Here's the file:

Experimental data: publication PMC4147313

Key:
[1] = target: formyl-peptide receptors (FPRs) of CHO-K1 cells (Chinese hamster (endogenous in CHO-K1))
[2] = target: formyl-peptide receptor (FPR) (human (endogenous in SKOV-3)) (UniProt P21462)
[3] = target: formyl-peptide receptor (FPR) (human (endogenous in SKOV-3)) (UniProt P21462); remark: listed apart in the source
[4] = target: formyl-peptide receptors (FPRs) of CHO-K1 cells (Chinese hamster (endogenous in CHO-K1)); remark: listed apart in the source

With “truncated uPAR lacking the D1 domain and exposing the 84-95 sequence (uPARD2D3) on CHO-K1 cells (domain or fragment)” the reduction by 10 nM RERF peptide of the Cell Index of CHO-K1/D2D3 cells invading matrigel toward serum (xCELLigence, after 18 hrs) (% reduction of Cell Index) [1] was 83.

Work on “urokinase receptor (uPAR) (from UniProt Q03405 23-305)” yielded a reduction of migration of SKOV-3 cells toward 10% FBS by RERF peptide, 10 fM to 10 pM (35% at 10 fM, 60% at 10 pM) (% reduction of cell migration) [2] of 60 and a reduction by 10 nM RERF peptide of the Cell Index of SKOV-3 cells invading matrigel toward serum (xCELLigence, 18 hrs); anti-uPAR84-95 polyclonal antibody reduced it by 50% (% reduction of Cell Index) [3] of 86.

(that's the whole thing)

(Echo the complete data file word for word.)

Experimental data: publication PMC4147313

Key:
[1] = target: formyl-peptide receptors (FPRs) of CHO-K1 cells (Chinese hamster (endogenous in CHO-K1))
[2] = target: formyl-peptide receptor (FPR) (human (endogenous in SKOV-3)) (UniProt P21462)
[3] = target: formyl-peptide receptor (FPR) (human (endogenous in SKOV-3)) (UniProt P21462); remark: listed apart in the source
[4] = target: formyl-peptide receptors (FPRs) of CHO-K1 cells (Chinese hamster (endogenous in CHO-K1)); remark: listed apart in the source

With “truncated uPAR lacking the D1 domain and exposing the 84-95 sequence (uPARD2D3) on CHO-K1 cells (domain or fragment)” the reduction by 10 nM RERF peptide of the Cell Index of CHO-K1/D2D3 cells invading matrigel toward serum (xCELLigence, after 18 hrs) (% reduction of Cell Index) [1] was 83.

Work on “urokinase receptor (uPAR) (from UniProt Q03405 23-305)” yielded a reduction of migration of SKOV-3 cells toward 10% FBS by RERF peptide, 10 fM to 10 pM (35% at 10 fM, 60% at 10 pM) (% reduction of cell migration) [2] of 60 and a reduction by 10 nM RERF peptide of the Cell Index of SKOV-3 cells invading matrigel toward serum (xCELLigence, 18 hrs); anti-uPAR84-95 polyclonal antibody reduced it by 50% (% reduction of Cell Index) [3] of 86.